On May 15, the patient was transferred to a spinal cord rehabilitation center. His neurologic condition remains unchanged.
Student 2: A 20-year-old white female was in good health and had not previously traveled overseas. She received similar immunizations as Student 1 and took chloroquine and Fansidar weekly for malaria prophylaxis. On April 29, she developed fever, abdominal pain, and nonbloody diarrhea. A Gram stain of her urine showed gram-positive cocci, and she was treated with ampicillin. She also received metronidazole, although it was unclear whether amoebae were found by stool examination. On May 3, she developed severe back pain without radiation, weakness, or urinary symptoms. From May 7 to May 9, she rapidly lost the ability to ambulate. She complained of difficulty initiating her urine stream. On May 9, after a stool examination showed many ova of S. mansoni, she was diagnosed as having schistosomal transverse myelitis and treated with oxamniquine. She was transported to the United States on May 11.
Evaluation in the United States was unremarkable except for a flaccid paralysis and severely decreased sensation to temperature and touch in the lower extremities. Deep tendon reflexes could not be elicited. The level of the lesion was placed at L1-L2.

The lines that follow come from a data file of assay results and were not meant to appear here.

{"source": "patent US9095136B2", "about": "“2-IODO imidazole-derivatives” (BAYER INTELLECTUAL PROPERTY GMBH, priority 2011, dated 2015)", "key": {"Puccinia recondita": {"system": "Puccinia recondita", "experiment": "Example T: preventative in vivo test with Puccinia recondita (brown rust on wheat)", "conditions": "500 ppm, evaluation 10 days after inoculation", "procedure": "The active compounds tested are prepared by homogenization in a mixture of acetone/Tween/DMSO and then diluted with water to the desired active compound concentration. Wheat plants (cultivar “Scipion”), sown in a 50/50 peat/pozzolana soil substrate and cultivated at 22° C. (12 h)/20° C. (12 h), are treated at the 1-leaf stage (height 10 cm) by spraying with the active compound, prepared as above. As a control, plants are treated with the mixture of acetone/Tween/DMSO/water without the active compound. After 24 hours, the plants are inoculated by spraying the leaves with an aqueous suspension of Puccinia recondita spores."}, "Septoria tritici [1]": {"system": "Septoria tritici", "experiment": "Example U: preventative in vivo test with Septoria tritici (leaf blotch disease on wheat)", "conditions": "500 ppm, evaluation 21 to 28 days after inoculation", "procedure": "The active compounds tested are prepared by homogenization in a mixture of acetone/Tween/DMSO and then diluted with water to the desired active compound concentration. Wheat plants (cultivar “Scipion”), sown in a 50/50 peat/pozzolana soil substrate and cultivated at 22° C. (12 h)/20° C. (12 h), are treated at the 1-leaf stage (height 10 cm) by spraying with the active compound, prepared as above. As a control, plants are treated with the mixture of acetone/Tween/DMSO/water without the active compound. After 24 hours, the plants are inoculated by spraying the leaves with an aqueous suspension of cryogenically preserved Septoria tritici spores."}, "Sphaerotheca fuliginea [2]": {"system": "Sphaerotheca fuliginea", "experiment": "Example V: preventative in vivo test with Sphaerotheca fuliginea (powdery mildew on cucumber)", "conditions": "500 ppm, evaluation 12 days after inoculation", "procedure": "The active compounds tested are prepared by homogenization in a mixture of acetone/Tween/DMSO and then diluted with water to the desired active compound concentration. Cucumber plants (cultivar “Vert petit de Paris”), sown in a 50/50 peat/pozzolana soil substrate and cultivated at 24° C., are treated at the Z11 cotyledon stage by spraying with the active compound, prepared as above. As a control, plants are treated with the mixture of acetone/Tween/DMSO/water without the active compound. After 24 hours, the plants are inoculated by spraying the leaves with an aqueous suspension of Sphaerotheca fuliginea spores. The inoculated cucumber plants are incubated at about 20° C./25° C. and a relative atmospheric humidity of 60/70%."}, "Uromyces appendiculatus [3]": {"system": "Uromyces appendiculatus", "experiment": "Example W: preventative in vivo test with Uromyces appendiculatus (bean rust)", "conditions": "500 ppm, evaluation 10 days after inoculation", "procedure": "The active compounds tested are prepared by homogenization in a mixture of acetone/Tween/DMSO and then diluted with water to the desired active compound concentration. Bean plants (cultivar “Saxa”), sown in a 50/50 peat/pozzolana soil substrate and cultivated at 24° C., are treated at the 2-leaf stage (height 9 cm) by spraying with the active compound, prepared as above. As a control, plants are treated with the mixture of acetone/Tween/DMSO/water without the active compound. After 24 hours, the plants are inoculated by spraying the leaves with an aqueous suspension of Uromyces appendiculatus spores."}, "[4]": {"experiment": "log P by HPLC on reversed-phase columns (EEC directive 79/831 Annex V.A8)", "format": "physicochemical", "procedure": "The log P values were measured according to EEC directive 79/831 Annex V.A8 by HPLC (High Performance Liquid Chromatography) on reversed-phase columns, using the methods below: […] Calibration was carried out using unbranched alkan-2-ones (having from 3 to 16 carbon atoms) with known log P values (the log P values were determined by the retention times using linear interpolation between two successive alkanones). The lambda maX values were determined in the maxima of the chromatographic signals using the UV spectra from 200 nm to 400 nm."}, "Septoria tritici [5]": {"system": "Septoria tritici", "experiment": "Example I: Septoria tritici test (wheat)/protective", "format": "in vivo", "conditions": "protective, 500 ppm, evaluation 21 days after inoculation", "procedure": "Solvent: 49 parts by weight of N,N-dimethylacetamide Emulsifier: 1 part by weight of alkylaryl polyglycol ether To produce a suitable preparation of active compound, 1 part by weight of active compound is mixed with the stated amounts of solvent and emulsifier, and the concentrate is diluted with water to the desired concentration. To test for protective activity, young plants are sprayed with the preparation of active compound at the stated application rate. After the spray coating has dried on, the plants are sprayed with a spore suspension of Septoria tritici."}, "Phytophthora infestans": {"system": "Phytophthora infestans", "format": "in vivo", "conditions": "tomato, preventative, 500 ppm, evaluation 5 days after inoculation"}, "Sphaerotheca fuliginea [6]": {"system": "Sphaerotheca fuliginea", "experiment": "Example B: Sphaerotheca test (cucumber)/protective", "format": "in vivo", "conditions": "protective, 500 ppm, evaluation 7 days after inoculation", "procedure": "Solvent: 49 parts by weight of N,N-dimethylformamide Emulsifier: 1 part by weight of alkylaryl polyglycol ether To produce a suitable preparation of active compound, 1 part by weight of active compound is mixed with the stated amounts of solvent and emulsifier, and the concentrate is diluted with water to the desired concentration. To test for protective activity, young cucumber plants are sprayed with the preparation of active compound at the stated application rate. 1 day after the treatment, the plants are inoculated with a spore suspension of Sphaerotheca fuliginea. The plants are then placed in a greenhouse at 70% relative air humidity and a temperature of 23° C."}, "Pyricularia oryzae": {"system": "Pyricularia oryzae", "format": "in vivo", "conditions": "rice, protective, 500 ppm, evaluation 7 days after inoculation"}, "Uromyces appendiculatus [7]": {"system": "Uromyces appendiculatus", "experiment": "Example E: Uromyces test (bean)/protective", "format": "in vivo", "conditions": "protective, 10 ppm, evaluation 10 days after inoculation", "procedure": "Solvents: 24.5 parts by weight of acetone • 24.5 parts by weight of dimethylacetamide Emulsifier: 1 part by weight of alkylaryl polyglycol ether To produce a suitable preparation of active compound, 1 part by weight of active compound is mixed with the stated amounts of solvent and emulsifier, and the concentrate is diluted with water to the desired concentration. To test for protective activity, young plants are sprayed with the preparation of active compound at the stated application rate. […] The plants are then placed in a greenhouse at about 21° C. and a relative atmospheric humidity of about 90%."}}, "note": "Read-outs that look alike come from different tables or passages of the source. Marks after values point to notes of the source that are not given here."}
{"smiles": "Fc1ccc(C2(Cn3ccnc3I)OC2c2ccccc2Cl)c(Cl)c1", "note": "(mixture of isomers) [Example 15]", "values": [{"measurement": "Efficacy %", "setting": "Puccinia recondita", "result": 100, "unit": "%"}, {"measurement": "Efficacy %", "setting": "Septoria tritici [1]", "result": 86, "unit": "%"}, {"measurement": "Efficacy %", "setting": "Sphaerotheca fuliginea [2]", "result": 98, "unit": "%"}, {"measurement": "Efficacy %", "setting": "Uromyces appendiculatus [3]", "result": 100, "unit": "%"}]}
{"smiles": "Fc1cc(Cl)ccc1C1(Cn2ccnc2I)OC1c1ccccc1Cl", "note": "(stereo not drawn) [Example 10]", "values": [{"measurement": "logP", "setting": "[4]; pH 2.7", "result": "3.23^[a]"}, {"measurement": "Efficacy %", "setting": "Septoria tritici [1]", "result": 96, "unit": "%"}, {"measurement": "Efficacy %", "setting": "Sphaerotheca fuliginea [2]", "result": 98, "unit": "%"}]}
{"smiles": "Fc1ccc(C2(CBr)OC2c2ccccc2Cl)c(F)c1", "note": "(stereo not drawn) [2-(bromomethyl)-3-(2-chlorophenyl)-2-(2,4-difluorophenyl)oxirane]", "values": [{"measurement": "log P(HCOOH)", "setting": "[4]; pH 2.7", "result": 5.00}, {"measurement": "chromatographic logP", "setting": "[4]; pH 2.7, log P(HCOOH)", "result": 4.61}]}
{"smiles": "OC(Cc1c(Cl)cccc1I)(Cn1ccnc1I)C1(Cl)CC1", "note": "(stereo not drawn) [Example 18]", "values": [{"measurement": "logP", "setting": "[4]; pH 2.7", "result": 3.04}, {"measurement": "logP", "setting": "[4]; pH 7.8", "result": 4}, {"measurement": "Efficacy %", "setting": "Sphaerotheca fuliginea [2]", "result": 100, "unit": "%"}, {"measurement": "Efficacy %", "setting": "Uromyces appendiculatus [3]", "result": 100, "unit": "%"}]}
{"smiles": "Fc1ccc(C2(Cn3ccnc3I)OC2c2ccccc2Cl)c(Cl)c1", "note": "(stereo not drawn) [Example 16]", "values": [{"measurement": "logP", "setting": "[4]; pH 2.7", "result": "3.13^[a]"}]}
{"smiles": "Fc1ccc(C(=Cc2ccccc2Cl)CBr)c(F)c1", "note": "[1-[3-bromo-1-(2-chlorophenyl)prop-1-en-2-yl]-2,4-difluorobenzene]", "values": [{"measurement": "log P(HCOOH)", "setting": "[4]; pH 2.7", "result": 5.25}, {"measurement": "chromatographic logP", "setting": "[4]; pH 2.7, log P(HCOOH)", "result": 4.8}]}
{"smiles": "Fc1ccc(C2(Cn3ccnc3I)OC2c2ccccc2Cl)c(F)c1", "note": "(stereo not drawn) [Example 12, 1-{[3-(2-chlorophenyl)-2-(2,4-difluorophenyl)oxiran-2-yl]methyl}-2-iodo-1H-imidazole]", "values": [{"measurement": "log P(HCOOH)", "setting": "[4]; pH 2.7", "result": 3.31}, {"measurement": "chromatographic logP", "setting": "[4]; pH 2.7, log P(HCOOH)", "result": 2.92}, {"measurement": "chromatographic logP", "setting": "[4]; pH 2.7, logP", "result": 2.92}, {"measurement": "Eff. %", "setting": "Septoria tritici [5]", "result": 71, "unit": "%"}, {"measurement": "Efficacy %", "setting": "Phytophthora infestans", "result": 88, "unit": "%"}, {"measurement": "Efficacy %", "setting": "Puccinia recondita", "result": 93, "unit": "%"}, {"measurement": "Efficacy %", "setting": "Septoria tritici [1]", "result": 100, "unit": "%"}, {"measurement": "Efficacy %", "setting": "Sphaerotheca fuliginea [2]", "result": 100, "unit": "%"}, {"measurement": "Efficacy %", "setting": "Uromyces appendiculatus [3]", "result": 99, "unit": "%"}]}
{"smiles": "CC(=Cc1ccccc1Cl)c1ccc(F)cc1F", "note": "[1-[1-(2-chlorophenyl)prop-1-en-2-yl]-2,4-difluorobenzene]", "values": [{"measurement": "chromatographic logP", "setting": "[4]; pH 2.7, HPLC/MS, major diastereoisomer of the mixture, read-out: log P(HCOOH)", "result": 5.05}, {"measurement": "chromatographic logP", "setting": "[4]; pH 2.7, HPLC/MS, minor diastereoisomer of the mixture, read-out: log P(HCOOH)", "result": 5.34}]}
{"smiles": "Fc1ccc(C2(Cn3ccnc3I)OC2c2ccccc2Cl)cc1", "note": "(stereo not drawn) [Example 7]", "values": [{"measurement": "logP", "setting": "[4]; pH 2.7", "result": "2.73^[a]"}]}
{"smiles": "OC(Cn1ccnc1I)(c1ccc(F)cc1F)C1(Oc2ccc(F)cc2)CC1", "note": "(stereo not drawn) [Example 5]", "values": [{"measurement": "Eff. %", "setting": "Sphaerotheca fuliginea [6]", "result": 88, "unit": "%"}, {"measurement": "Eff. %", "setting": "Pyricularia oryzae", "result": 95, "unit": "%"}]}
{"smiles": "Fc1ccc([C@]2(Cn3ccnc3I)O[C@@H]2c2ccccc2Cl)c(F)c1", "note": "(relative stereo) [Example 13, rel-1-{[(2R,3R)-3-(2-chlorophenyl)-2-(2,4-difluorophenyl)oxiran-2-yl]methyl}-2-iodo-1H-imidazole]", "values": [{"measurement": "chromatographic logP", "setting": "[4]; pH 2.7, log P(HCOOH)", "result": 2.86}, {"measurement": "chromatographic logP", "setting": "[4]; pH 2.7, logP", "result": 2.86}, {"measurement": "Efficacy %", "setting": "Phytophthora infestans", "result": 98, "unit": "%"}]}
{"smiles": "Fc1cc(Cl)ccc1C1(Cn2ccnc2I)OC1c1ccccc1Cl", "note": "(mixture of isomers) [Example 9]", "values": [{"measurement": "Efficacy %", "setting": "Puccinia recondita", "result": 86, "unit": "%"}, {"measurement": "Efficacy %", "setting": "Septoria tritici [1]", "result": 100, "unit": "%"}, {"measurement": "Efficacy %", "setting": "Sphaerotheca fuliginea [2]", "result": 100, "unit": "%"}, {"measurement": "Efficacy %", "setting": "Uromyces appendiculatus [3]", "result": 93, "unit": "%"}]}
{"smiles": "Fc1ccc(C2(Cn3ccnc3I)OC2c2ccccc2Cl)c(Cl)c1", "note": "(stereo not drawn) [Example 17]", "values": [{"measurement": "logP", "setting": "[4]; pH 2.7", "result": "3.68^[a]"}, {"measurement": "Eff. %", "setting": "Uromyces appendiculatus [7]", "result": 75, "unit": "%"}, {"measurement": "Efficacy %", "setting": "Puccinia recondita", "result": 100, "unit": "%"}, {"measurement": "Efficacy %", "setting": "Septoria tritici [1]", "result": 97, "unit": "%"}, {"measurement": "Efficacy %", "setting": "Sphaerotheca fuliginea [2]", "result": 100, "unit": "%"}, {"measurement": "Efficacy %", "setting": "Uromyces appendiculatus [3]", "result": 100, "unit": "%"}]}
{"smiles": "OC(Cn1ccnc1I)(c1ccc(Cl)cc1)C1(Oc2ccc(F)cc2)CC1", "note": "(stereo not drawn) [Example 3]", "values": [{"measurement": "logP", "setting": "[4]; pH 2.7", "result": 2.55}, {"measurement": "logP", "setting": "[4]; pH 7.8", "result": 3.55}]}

There was moderate eosinophilia. CSF examination showed pleocytosis and elevated protein; however, eosinophilic pleocytosis was not present. A myelogram showed no obstruction, but a CAT scan of the spine suggested some swelling of the conus medullaris. Stool examination showed only S. mansoni (1,100 eggs per gram of feces). Serologic tests for antibody to mycoplasma, EBV, and other viral agents were negative.
Because the dose of oxamniquine given in Kenya was considered inadequate, the patient was treated with praziquantel. Large doses of dexamethasone were also given. The patient's motor function and sensation improved by the second treatment day. On May 15, she began moving both extremities against gravity. On June 8, the patient was ambulating with assistance at a spinal rehabilitation center. Reported by J Houpis, MD, Brattleboro, Vermont; J Oexmann, MD, J Martin, MD, G Jacobi, MD, Depts of Neurology and Infectious Diseases, Massachusetts General Hospital, Boston; J Reardon, MD, Assistant Director, Div of Communicable and Venereal Diseases, G Waterman, MD, Acting State Epidemiologist, Massachusetts Dept of Health; Helminthic Diseases Br, Div of Parasitic Diseases, Center for Infectious Diseases, CDC.